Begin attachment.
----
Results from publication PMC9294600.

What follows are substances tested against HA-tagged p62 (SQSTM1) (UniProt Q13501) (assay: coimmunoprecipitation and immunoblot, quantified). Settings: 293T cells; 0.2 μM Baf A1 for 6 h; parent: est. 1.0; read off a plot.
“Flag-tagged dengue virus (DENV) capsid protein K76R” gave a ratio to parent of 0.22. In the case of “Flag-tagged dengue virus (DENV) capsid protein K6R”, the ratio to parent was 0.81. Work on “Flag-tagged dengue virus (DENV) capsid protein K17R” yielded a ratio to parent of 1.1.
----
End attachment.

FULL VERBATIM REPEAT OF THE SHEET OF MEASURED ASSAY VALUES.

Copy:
Results from publication PMC9294600.

What follows are substances tested against HA-tagged p62 (SQSTM1) (UniProt Q13501) (assay: coimmunoprecipitation and immunoblot, quantified). Settings: 293T cells; 0.2 μM Baf A1 for 6 h; parent: est. 1.0; read off a plot.
“Flag-tagged dengue virus (DENV) capsid protein K76R” gave a ratio to parent of 0.22. In the case of “Flag-tagged dengue virus (DENV) capsid protein K6R”, the ratio to parent was 0.81. Work on “Flag-tagged dengue virus (DENV) capsid protein K17R” yielded a ratio to parent of 1.1.